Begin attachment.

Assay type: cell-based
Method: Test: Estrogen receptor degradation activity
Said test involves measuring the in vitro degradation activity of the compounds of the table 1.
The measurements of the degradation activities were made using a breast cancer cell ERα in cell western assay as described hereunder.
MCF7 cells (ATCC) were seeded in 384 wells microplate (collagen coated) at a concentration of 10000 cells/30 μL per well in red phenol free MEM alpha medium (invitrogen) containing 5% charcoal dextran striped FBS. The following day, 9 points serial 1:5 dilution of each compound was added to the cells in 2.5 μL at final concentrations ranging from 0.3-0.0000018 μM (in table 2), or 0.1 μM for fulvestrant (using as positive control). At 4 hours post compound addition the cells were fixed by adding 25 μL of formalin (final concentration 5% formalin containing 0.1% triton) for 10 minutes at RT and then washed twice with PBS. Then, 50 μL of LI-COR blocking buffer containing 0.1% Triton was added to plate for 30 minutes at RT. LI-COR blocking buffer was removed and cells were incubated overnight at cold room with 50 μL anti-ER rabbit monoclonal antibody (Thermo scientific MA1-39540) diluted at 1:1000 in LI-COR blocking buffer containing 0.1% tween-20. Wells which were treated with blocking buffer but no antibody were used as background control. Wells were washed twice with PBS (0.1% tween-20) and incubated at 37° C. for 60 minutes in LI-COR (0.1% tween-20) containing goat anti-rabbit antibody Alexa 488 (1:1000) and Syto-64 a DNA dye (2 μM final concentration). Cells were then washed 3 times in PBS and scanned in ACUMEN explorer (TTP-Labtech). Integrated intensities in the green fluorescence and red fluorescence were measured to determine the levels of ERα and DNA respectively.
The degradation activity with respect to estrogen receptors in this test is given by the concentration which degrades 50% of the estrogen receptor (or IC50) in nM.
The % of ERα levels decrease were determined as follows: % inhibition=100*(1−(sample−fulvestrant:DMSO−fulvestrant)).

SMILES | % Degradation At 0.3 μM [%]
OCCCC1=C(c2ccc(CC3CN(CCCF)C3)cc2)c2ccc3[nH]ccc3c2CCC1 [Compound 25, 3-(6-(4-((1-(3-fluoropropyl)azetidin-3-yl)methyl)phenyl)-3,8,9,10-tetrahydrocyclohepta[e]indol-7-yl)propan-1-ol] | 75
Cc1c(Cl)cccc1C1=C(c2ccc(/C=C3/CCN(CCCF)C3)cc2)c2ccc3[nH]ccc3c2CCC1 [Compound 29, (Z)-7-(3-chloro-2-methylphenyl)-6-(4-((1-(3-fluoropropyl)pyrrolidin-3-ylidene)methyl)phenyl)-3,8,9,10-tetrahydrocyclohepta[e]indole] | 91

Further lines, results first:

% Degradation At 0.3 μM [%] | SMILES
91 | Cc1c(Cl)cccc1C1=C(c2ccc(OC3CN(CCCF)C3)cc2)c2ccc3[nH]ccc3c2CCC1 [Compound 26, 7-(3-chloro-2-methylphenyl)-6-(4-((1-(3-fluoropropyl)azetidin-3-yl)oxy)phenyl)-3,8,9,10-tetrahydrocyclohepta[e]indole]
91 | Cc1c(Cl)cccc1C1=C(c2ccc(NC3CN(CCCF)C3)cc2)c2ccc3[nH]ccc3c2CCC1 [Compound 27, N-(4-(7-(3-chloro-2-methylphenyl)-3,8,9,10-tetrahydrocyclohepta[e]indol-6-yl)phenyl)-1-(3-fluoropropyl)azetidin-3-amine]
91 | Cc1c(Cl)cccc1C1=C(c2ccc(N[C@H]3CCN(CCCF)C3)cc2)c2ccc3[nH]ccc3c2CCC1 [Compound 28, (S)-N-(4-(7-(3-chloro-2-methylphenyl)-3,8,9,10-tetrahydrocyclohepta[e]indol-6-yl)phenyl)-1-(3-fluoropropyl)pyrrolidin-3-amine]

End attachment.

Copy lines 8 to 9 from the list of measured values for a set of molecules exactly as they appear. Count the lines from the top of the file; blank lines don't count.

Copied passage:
SMILES | % Degradation At 0.3 μM [%]
OCCCC1=C(c2ccc(CC3CN(CCCF)C3)cc2)c2ccc3[nH]ccc3c2CCC1 [Compound 25, 3-(6-(4-((1-(3-fluoropropyl)azetidin-3-yl)methyl)phenyl)-3,8,9,10-tetrahydrocyclohepta[e]indol-7-yl)propan-1-ol] | 75